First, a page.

17. Asynchronous ripening behavior of cactus pear (Opuntia ficus-indica) cultivars with respect to physicochemical and physiological attributes.

    PubMed

    Kyriacou, M C; Emmanouilidou, M G; Soteriou, G A

    2016-11-15

    Physicochemical and physiological ripening events in cactus pear (Opuntia ficus-indica) fruit of cultivars 'Ntopia' and 'Hercules' were profiled against skin coloration from mature-green (S1) to over-mature (S5). Fructose and glucose accumulation were linear in 'Ntopia' but peaked near S3 in 'Hercules' synchronously to the appearance of sucrose. Betalains increased steadily in 'Ntopia' (103.2mg/l) but peaked before full skin coloration in 'Hercules' (49.7mg/l); whereas phenolic content remained invariable and ascorbate content peaked near S5 in both 'Ntopia' (108.6μg/g) and 'Hercules' (163.1μg/g). Cell wall material diminished with maturity though textural changes with ripening appeared not related to pectin solubilization but to weakening of glycan bonding and loss of neutral sugars. Fruit firmness rather was correlated to seed weight (r=0.89) and seed-to-pulp ratio (r=0.73). Cultivar differences highlighted in the chronology of ripening events are critical for defining optimum harvest maturity and postharvest handling protocols for premium quality cactus pear fruit. PMID:27283673

  18. Diversity and antifungal activity of the endophytic fungi associated with the native medicinal cactus Opuntia humifusa (Cactaceae) from the United States

    Technology Transfer Automated Retrieval System (TEKTRAN)

    The endophytic fungal community associated with the native cactus Opuntia humifusa in the United States was investigated and its potential for providing antifungal compounds. A total of 108 endophytic fungal isolates were obtained and identified by molecular methods into 17 different taxa of the gen...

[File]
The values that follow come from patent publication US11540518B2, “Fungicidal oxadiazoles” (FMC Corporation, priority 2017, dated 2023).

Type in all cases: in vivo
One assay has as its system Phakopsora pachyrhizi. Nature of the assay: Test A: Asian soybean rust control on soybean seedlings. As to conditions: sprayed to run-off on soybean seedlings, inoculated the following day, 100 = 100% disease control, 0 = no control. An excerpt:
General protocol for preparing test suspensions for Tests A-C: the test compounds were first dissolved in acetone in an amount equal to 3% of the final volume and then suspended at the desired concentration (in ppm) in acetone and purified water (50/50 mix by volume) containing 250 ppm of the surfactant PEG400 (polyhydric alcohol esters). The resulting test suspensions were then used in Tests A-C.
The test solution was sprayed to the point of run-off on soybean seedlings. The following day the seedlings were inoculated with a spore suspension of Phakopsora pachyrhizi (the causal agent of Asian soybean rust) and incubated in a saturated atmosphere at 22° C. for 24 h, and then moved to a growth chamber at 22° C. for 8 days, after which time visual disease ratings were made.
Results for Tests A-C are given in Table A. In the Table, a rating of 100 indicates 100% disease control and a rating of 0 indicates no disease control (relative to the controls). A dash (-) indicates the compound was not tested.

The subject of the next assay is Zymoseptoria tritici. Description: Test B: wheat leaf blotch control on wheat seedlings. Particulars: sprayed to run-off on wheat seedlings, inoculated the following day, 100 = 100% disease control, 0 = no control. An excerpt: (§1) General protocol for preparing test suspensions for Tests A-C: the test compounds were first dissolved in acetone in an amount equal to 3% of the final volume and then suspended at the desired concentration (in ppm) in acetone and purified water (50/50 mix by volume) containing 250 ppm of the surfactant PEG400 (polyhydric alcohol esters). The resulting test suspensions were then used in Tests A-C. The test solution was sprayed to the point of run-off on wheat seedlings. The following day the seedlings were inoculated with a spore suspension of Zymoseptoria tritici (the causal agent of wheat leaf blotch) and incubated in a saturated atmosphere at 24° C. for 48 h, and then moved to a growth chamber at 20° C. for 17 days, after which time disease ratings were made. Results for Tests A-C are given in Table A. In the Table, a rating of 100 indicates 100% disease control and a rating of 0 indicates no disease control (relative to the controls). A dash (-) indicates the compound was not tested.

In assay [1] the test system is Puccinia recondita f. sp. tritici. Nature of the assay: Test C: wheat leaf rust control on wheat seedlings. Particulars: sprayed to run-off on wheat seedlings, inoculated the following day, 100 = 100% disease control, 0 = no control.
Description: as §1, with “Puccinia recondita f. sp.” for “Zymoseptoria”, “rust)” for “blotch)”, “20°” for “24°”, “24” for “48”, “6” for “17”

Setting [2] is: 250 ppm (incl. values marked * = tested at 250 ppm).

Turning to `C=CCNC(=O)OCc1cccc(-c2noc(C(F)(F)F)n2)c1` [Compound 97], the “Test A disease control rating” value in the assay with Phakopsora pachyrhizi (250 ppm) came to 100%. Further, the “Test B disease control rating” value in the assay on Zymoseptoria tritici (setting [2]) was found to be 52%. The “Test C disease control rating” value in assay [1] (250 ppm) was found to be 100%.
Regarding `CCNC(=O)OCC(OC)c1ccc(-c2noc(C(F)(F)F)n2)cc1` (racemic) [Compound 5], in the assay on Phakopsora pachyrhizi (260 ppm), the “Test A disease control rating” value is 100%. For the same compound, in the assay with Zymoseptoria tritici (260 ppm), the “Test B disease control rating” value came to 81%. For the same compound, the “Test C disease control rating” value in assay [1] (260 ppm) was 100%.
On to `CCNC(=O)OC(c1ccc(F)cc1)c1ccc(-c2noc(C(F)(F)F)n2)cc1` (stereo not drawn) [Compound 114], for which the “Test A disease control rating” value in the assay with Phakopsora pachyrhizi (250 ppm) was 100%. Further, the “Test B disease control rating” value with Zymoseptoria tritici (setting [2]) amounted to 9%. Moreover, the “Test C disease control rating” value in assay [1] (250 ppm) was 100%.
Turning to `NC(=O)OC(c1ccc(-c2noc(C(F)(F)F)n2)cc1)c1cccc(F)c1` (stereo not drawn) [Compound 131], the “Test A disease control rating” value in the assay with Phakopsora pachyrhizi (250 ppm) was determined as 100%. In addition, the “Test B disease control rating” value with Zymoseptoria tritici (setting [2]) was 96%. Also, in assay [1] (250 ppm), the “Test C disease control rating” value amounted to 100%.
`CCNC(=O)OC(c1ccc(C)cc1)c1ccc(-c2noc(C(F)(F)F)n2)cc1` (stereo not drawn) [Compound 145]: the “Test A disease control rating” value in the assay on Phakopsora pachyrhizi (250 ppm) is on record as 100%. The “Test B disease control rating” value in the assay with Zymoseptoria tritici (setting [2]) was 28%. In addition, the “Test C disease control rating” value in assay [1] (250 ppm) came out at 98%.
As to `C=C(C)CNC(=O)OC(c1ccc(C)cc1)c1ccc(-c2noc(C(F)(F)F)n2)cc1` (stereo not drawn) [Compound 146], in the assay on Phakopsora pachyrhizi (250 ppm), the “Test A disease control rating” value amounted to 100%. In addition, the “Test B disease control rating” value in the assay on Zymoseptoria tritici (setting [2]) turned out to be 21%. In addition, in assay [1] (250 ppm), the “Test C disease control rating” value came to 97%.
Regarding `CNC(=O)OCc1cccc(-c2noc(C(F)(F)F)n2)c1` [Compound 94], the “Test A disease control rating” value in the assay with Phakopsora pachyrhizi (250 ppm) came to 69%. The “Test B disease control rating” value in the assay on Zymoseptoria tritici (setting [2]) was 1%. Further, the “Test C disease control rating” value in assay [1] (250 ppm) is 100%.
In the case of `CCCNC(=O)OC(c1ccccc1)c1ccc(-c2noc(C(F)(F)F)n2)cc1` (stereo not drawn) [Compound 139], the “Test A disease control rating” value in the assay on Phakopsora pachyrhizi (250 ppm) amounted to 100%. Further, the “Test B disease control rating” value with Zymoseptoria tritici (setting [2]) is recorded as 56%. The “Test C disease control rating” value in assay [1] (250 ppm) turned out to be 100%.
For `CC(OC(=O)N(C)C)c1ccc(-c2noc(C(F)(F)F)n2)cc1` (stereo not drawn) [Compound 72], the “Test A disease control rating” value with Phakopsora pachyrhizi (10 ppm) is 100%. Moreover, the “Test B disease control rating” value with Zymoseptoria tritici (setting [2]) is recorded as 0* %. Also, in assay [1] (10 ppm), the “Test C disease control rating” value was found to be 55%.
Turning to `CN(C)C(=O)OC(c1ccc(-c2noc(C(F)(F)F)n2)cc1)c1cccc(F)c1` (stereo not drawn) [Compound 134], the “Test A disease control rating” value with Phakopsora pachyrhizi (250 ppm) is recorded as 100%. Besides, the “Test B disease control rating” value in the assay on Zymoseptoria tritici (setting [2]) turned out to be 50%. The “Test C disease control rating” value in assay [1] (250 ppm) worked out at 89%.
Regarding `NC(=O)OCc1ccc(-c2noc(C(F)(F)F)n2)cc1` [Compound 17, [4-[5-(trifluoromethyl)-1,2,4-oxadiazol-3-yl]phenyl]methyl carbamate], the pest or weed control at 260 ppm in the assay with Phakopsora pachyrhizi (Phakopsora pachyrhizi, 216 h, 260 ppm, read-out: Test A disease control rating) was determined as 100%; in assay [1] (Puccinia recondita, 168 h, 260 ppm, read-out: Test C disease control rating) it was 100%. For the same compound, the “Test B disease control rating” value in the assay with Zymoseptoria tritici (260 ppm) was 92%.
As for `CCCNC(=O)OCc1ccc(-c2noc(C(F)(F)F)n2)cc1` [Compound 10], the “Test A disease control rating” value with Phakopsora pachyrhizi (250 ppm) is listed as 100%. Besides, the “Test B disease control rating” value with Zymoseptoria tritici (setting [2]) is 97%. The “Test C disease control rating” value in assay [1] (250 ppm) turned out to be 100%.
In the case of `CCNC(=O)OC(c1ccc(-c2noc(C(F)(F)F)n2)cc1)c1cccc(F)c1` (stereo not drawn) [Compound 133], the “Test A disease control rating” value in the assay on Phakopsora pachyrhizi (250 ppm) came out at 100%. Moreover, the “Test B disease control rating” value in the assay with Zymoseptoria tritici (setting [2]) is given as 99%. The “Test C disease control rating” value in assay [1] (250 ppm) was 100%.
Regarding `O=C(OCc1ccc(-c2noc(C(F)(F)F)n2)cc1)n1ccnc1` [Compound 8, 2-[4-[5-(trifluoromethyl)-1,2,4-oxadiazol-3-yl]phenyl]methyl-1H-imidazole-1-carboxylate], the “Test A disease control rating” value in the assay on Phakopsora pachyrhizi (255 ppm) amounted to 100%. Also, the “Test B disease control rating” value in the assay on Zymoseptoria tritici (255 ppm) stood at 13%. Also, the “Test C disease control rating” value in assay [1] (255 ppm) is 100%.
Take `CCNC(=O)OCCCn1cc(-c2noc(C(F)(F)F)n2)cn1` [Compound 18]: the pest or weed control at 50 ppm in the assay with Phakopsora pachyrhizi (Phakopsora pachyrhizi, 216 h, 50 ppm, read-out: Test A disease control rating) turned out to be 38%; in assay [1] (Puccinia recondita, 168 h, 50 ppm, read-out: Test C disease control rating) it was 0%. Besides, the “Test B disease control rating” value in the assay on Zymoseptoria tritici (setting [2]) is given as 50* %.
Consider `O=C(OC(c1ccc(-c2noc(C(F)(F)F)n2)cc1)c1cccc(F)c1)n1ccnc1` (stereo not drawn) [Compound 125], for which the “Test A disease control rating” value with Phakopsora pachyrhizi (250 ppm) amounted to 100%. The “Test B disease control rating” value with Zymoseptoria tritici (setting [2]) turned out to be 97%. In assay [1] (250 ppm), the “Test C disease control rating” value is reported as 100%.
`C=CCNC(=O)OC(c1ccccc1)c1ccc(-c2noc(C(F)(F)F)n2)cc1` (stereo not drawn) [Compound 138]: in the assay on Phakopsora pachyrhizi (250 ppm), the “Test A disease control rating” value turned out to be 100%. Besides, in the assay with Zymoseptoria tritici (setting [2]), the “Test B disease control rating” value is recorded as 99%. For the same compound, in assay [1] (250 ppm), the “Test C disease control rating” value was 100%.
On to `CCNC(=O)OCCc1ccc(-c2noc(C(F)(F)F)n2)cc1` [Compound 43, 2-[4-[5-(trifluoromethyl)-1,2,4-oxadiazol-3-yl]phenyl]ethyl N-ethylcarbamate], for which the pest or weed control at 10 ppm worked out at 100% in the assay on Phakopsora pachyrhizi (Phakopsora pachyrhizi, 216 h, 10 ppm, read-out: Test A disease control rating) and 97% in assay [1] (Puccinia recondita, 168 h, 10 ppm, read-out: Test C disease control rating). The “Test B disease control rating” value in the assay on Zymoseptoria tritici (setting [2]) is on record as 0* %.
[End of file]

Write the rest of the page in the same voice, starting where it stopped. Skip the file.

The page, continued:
19. Selenium accumulation, distribution and speciation in spineless prickly pear cactus: a salt, boron, and drought tolerant, selenium-enriched nutraceutical fruit crop.

    Technology Transfer Automated Retrieval System (TEKTRAN)

    Prickly pear cactus (Opuntia) may be an alternative crop to grow in drainage-impacted regions of the westside of California, where high levels of salinity, selenium (Se), and boron (B) are present. Preliminary trials have demonstrated that Opuntia can tolerate the adverse soil conditions, while accu...

  20. Characterization of the nutritional components in fruit and cladode of selenium-enriched nutraceutical cactus pear fruit varieties grown on agricultural sediment

    Technology Transfer Automated Retrieval System (TEKTRAN)

    Different accessions of different colored cactus pear (Opuntia ficus Indica) were grown in soils high in salts, boron and selenium (Se) located in the Westside of central California. The changes in the nutritional status and biological transformation of the absorbed inorganic Se from the soils into ...

  1. Preliminary Assessment for CAU 485: Cactus Spring Ranch Pu and DU Site CAS No. TA-39-001-TAGR: Soil Contamination, Tonopah Test Range, Nevada

    SciTech Connect

    1998-07-01